Expert / 27 December, 2020 / Professor Neil Shah
We are here to talk reflux. If you’re baby is suffering, chances are you’re suffering too. If you’re reading this blurry or teary eyed, sleep deprived, depressed, or thinking of doing a midnight flit alone to some far flung country to get away from reflux hell, – step away from your passport. We were lucky enough to speak to the reflux doc everybody wants an appointment with. Professor Shah is Consultant Paediatric Gastroenterologist at Great Ormond Street Hospital, and has over 20 years experience in paediatric gastroenterology and a wide range of experience in most paediatric gastroenterology conditions. Dr Shah has taken some time out of his busy schedule to kindly answer some of our questions on reflux, to help you move forward in the right direction.
What’s the difference between reflux, acid reflux and silent reflux, and what are the main symptoms of each?
Reflux is the passage of stomach contents from the stomach into the gullet. If swallowed back down this is regurgitation. If you see regular milk contents or yellowy clear fluid this is vomit and a commonly used non medical term is silent reflux. Symptoms of silent reflux include back arching, screaming, irritability and being difficult to settle. It is really important to remember reflux is only a SYMPTOM not a diagnosis, so it’s vital not to just label a condition as reflux, but think of the underlying causes which can range from normal events to allergy, and occasionally, very rare and complex problems with the structure of the gut.
A lot of parents I have spoken to have encountered the dreaded reflux. Why is it seemingly so common, and is this only a recent occurrence?
This is a normal event in almost all babies and overlaps with colic. This can be a normal physiological event in the first six months of life, with normal symptoms typically improving dramatically from 12 weeks onwards. Often the persistence and non-settling of these babies despite simple measures is the worry or concern. What we are seeing more of, is screaming irritable babies which are more uncomfortable than normal, it’s then that they may have other underlying conditions.
Is reflux more common for C-section babies or babies born under 40 weeks?
Not reflux per se, but reflux/intense irritability that’s driven by allergies – mainly cows’ milk. Allergies in young babies are more common in C-section babies.
Is gut bacteria linked to reflux? I.e. would infant probiotics help if given from birth, especially after a C-section? It’s definitely helped my baby’s wind, but not sure if it would be helpful for reflux.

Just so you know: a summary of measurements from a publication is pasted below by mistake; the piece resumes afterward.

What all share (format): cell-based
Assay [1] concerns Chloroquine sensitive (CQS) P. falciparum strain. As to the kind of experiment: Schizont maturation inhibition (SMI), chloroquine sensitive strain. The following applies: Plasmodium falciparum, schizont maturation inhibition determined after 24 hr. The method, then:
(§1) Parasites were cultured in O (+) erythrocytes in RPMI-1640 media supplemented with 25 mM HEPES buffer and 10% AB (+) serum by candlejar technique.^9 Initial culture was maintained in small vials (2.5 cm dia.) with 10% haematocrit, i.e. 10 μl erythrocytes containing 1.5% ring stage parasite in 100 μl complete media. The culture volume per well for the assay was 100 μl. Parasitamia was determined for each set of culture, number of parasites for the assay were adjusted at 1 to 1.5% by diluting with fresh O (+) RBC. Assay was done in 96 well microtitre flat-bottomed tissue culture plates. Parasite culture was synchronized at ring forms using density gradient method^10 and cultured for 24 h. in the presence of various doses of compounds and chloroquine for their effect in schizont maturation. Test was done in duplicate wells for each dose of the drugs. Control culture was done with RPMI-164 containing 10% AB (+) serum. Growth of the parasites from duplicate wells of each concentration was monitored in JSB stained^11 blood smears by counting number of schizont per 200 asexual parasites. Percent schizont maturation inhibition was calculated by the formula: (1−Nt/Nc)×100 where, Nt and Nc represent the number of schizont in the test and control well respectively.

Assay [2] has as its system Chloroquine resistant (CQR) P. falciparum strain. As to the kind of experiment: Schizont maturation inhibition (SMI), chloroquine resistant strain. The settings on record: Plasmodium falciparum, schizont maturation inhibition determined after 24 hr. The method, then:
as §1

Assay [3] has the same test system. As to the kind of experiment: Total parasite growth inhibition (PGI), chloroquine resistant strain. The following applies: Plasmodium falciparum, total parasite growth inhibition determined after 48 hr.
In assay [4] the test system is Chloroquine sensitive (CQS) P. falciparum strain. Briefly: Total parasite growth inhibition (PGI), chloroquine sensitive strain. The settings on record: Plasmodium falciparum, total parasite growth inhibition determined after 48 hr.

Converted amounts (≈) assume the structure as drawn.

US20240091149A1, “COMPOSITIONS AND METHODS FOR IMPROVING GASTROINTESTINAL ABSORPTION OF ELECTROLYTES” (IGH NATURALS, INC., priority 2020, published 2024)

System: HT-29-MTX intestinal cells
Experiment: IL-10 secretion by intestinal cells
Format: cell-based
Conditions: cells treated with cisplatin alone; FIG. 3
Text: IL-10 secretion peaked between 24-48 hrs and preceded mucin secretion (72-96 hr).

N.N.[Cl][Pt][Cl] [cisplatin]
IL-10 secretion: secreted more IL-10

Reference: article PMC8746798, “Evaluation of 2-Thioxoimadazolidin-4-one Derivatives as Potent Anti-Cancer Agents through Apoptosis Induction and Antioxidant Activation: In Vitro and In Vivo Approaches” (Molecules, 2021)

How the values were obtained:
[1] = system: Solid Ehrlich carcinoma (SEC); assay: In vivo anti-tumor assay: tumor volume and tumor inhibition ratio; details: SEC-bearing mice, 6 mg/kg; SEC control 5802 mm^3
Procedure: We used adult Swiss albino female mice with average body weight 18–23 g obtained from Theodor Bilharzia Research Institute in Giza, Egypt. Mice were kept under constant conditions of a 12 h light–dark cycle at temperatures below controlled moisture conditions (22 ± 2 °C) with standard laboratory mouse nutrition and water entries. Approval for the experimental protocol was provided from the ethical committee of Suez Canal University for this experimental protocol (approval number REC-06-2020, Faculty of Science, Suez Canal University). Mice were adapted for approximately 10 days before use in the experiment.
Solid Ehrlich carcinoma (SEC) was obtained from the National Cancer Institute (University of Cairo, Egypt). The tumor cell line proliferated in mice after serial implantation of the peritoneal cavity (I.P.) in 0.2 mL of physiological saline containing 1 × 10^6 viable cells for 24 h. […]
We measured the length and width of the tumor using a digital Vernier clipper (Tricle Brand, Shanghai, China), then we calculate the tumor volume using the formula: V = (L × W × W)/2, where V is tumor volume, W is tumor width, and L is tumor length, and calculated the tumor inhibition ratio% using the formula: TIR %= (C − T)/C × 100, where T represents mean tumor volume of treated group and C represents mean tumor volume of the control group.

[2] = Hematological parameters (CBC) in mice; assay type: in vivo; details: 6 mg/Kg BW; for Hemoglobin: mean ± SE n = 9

The answer is yes, there is a fundamental difference between the gut bugs seen in a baby born by C-section versus normal delivery and it is clear that probiotics is the way forward to help rectify this. The baby’s immune system is being exposed to adult versus baby bacteria and the baby’s immune system struggles to cope with this which can lead to allergic problems – it’s one of the hottest and most important topics in medicine at the moment and called the ‘microbiome’.
Are there any developmental implications for reflux babies? My baby seems so preoccupied with her pain that her smiles are few and far between, her attention for rattles / any form of toys is minimal, and other babies of the same age seem much more interactive – is my baby missing those early milestones?
I don’t think reflux has any implications, remembering the majority of reflux is self resolving and is the normal physiology or make up of babies, and has no impact on the major or minor developmental milestones in the long run. Reflux driven by allergies is more interesting as it is being associated with long term concerns like increased allergic disorders such as hay fever and asthma, tummy aches in school children and IBS in adults.
Keeping baby upright has been advised after feeds – is it also correct to burp them in the usual manner, or is there anything I should be doing differently to try not to encourage the vomit that will usually follow anyway?
No, this is this the standard accepted way to manage the problem. It’s also important to ensure there is an appropriate teat size for the bottle.
Catnapping and snack feeding equates to massive sleep deprivation for all involved. Is there anything parents can do to help our reflux babies sleep better between feeds?
The mechanism of small frequent feeds helps babies with reflux as it stretches the stomach less, creating less pressure build up and recoil of the stomach which leads to reflux.
It seems a lot of parents have experienced a battle with their GPs to get the condition diagnosed and any medication prescribed. There seems to be a clear ladder of treatment from least effective to effective that we must climb (if we are lucky) to get the problem fully addressed. I was given a baby massage move by my GP in my first appointment on the matter. Why is the process so long and frustrating?
This is a major issue and major problem. Reflux symptoms do overlap with many normal symptoms so it can be difficult for the GP with very short clinic appointments. Most of the simple medications except in simple cases don’t work in problematic babies and it is well recognised that more training and teaching is required but sadly resources in the NHS are very overstretched at the moment. It is recognised that many parents book multiple visits and undergo the ladder of treatments as you indicate. Delays in diagnosis are common, as are over and under treatments of reflux and underlying causes.